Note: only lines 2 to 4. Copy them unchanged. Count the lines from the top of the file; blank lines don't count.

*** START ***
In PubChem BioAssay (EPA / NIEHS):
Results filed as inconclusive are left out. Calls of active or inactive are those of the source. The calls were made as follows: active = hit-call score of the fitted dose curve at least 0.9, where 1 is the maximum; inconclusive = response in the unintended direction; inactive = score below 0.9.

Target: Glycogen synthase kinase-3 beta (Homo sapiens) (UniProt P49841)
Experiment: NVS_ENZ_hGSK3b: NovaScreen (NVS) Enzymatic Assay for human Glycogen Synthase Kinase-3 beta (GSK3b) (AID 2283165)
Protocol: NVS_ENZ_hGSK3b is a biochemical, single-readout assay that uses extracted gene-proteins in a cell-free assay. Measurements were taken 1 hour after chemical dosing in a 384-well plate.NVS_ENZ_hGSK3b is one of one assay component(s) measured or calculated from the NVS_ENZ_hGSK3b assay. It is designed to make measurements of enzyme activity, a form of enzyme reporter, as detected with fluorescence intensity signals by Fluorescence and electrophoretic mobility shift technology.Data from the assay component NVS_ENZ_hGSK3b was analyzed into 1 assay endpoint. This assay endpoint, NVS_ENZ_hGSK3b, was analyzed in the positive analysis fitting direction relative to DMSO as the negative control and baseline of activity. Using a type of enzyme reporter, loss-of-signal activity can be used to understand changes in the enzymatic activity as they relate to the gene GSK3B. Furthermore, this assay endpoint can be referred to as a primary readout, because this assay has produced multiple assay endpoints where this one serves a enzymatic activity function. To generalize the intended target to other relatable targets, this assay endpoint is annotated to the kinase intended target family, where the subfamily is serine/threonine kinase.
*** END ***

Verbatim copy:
Results filed as inconclusive are left out. Calls of active or inactive are those of the source. The calls were made as follows: active = hit-call score of the fitted dose curve at least 0.9, where 1 is the maximum; inconclusive = response in the unintended direction; inactive = score below 0.9.

Target: Glycogen synthase kinase-3 beta (Homo sapiens) (UniProt P49841)
Experiment: NVS_ENZ_hGSK3b: NovaScreen (NVS) Enzymatic Assay for human Glycogen Synthase Kinase-3 beta (GSK3b) (AID 2283165)